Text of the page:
3.3. Anti-Inflammatory Activity of Flour from “Locoto” Fruits and Commercial Powder

Inhibitors of the 5-LOX pathway have a therapeutic potential in a variety of inflammatory and allergic diseases as well as in cancer therapy. The polyphenolic extract obtained from “locoto” flour showed an inhibitory effect on LOX activity with an IC50 value of 1 to 4 mg/mL (Figure 4) with the following potential: red “locoto” flour > “locoto” powder > green “locoto” flour > yellow “locoto” flour (1.47; 2.33; 3.44; 3.81 mg DW/mL, respectively).

Figure 2. Percentage of ABTS free radical scavenging activity (RSA %). Flour. -◊- yellow “locoto” (YL) -■- green “locoto” (GL) -▲red “locoto” (RL) -●- “locoto”commercial powder (Lcp).

Figure 3. Percentage of radical antioxidant activity (AA%) relative to control using the β carotene bleaching assay. -◊- yellow “locoto” (YL) -■- green “locoto” (GL) -▲- red “locoto” (RL) -●- “locoto” commercial powder (Lcp).

Figure 4. Effect of polyphenolic extract from “locoto” flour on LOX activity. -◊- yellow “locoto” (YL) -■- green “locoto” (GL) -▲- red “locoto” (RL) -●- “locoto” commercial powder (Lcp).

Table 4. Mutagenicity of “locoto” flour on Salmonella microsome assay (TA98 and TA100 strains).

1The number of spontaneous revertants was determined with the corresponding solvents (C-). 2Positive controls (C+) employed were 4-nitro-o-phenylendiamine (4-NPD) at 20 μg/plate and 2-aminofluorene (2-AF) at 10 μg/plate, without and with S9 mix, respectively. With metabolic activation (+S9), data are means ± SD of three plates at two separate experiments. Values followed by the same letter are not significantly different (Tukey’s HSD, P ≤ 0.05).

3.4. Mutagenic Activity of Flour from “Locoto” Fruits

In light of the potential nutritional and functional applications of “locoto” flour, it is important to show that the products obtained from it are safe to consume. The current study reports the results of a toxicology evaluation including in vitro mutagenicity studies (Table 4). In the Ames test, it was shown that in the presence of different doses of extracts enriched with phenolic compounds, the mutation frequencies did not change significantly when compared to spontaneous ones, both on TA98 and TA100 strains, either in the presence or absence of metabolic activation (S9 mixture). These results indicate the inexistence of compounds in “locoto” flour that cause base substitution (detected in TA100) and frameshift (detected in TA98) mutations and neither do extracts present pro-mutagenic compounds. The absence of such effect by “locoto” against S. typhimurium bacterial strains is a positive step towards determining its safe use in traditional consumption.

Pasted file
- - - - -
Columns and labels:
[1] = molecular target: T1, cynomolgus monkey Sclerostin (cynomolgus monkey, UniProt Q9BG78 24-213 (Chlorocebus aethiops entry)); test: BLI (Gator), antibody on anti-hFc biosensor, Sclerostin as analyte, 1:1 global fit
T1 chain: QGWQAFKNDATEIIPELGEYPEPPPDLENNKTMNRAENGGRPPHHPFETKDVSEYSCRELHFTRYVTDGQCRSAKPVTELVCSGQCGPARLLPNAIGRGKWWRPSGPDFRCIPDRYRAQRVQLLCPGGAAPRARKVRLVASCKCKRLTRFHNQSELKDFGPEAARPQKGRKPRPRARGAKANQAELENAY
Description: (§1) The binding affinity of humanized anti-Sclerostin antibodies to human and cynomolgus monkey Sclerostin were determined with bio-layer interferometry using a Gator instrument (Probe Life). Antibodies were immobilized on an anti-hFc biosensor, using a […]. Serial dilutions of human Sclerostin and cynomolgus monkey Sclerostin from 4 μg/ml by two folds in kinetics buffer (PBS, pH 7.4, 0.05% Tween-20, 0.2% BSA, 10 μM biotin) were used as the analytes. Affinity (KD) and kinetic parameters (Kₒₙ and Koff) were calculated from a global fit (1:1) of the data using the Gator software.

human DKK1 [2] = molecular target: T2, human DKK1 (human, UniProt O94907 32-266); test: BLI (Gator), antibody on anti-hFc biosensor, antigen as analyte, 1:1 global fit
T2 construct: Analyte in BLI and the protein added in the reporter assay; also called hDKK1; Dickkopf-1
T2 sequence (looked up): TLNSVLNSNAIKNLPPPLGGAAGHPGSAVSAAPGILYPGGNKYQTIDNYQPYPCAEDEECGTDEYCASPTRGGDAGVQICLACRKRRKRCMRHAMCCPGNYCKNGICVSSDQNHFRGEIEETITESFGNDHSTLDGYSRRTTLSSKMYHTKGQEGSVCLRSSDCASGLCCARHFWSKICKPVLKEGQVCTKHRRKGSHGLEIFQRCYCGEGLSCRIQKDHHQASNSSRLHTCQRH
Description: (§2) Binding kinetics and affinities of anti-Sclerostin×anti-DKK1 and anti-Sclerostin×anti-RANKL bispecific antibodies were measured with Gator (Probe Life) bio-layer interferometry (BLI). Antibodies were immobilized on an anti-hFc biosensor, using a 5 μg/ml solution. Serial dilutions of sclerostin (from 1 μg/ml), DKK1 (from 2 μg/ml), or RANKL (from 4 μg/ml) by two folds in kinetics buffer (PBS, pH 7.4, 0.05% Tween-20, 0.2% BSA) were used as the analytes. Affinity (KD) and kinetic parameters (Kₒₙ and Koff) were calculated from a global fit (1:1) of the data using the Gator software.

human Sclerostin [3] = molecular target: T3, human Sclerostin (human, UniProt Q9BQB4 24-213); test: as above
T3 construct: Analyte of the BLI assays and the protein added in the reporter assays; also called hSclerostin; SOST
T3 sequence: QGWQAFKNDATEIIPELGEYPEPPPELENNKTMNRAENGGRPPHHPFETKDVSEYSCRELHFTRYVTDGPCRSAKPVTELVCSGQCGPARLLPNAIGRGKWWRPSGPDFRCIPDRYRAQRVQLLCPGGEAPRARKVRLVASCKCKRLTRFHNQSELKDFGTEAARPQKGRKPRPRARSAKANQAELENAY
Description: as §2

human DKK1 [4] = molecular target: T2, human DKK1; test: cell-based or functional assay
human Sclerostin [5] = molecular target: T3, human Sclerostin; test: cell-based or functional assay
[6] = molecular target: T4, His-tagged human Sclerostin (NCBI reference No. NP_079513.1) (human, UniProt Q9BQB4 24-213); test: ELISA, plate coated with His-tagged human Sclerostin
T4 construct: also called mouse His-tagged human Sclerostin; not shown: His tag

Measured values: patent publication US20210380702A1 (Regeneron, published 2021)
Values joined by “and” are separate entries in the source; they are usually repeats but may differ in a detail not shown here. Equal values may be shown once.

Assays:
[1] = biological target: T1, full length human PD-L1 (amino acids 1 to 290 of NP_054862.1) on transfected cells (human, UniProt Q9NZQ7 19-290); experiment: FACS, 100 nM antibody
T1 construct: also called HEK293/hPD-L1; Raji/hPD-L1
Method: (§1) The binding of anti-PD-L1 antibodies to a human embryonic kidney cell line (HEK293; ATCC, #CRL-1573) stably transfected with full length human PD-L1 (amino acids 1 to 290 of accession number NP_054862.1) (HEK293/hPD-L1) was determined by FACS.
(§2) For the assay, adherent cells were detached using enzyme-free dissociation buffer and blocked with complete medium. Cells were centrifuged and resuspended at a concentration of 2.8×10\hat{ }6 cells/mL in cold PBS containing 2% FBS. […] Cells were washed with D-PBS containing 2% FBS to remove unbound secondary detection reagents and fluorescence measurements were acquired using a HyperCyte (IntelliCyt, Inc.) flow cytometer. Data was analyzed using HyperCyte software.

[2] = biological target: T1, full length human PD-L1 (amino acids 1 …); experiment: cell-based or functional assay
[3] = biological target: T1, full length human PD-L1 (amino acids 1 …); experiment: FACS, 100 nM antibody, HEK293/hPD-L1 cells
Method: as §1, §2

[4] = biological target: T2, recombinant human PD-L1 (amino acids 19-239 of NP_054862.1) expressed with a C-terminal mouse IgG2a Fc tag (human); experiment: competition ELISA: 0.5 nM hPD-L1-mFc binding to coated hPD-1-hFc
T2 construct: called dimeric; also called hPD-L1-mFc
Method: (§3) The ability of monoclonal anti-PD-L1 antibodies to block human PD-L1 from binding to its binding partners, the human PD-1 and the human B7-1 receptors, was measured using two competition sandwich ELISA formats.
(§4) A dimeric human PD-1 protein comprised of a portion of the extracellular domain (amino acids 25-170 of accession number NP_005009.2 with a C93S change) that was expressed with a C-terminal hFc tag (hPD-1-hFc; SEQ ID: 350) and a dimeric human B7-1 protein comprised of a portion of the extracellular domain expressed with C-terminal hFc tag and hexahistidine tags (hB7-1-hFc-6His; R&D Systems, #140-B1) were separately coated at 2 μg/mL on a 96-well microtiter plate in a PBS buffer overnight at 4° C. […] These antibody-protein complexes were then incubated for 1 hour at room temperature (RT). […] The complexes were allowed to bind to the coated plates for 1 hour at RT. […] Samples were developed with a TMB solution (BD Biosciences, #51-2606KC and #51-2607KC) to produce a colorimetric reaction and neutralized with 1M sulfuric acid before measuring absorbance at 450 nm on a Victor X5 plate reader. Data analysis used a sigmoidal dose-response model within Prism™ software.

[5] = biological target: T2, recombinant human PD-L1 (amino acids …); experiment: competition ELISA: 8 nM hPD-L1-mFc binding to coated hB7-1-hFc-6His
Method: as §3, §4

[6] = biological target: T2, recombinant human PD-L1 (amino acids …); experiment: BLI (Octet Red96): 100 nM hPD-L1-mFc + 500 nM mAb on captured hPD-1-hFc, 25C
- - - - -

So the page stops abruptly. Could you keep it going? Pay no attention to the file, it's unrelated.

4. Conclusions

The “locoto” fruit flour can play an important economic role, either in the international market or locally in certain countries of tropical America for its nutraceutical characteristics that are demanded by functional food. The lyophilized form obtained from them could be used as dietary supplement (antioxidant and anti-inflammatory) for its content of bioactive compounds and low sugar content and used in hipocaloric diet.

The bioactive food components could be administered in encapsulated forms to overcome the drawbacks of their instability, alleviate unpleasant tastes or flavors, and improve the bioavailability and half-life of the bioactive compound in vivo.


The authors thank the inhabitants of the areas of study for their cooperation and acknowledge the financial support from Consejo de Investigación de la Universidad Nacional de Tucumán (CIUNT 26 D-430), Argentina, Consejo Nacional de Investigaciones Científicas y Técnicas (CONICET PIP-704) and Agencia Nacional de Promoción Científica y Técnica (PICT 2011-1959), Argentina.



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*Corresponding author.